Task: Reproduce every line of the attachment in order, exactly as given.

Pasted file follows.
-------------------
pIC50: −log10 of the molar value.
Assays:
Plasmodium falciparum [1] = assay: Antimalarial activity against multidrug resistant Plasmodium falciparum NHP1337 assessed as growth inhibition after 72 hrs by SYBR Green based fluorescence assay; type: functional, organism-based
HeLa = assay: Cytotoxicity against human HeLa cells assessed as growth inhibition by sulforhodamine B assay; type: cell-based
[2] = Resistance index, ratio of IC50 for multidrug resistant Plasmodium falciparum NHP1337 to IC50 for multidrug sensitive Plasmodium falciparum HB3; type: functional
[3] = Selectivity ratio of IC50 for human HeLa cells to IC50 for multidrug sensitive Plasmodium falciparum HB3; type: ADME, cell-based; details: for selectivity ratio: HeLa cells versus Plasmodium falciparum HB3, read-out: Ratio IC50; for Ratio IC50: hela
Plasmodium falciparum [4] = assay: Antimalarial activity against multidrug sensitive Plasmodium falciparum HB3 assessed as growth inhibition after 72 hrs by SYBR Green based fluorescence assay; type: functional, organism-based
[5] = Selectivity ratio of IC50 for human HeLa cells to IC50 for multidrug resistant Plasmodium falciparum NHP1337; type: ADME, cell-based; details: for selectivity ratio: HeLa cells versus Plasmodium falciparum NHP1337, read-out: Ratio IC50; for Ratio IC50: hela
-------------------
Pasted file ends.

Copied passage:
pIC50: −log10 of the molar value.
Assays:
Plasmodium falciparum [1] = assay: Antimalarial activity against multidrug resistant Plasmodium falciparum NHP1337 assessed as growth inhibition after 72 hrs by SYBR Green based fluorescence assay; type: functional, organism-based
HeLa = assay: Cytotoxicity against human HeLa cells assessed as growth inhibition by sulforhodamine B assay; type: cell-based
[2] = Resistance index, ratio of IC50 for multidrug resistant Plasmodium falciparum NHP1337 to IC50 for multidrug sensitive Plasmodium falciparum HB3; type: functional
[3] = Selectivity ratio of IC50 for human HeLa cells to IC50 for multidrug sensitive Plasmodium falciparum HB3; type: ADME, cell-based; details: for selectivity ratio: HeLa cells versus Plasmodium falciparum HB3, read-out: Ratio IC50; for Ratio IC50: hela
Plasmodium falciparum [4] = assay: Antimalarial activity against multidrug sensitive Plasmodium falciparum HB3 assessed as growth inhibition after 72 hrs by SYBR Green based fluorescence assay; type: functional, organism-based
[5] = Selectivity ratio of IC50 for human HeLa cells to IC50 for multidrug resistant Plasmodium falciparum NHP1337; type: ADME, cell-based; details: for selectivity ratio: HeLa cells versus Plasmodium falciparum NHP1337, read-out: Ratio IC50; for Ratio IC50: hela